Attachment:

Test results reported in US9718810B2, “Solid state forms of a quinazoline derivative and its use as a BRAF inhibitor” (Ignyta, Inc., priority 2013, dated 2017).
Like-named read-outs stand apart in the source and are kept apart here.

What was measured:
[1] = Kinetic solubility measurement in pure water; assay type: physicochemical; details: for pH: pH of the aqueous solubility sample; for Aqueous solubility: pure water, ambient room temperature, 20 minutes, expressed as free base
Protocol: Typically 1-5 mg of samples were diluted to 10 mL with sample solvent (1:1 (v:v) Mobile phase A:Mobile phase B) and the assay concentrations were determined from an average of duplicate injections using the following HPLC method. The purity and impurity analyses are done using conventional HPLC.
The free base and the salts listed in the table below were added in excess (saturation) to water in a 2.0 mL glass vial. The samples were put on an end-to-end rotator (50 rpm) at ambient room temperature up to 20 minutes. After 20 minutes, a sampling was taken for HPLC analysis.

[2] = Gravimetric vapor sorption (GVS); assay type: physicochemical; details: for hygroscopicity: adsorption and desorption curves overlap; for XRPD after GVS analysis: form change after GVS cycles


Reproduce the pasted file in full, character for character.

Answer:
Test results reported in US9718810B2, “Solid state forms of a quinazoline derivative and its use as a BRAF inhibitor” (Ignyta, Inc., priority 2013, dated 2017).
Like-named read-outs stand apart in the source and are kept apart here.

What was measured:
[1] = Kinetic solubility measurement in pure water; assay type: physicochemical; details: for pH: pH of the aqueous solubility sample; for Aqueous solubility: pure water, ambient room temperature, 20 minutes, expressed as free base
Protocol: Typically 1-5 mg of samples were diluted to 10 mL with sample solvent (1:1 (v:v) Mobile phase A:Mobile phase B) and the assay concentrations were determined from an average of duplicate injections using the following HPLC method. The purity and impurity analyses are done using conventional HPLC.
The free base and the salts listed in the table below were added in excess (saturation) to water in a 2.0 mL glass vial. The samples were put on an end-to-end rotator (50 rpm) at ambient room temperature up to 20 minutes. After 20 minutes, a sampling was taken for HPLC analysis.

[2] = Gravimetric vapor sorption (GVS); assay type: physicochemical; details: for hygroscopicity: adsorption and desorption curves overlap; for XRPD after GVS analysis: form change after GVS cycles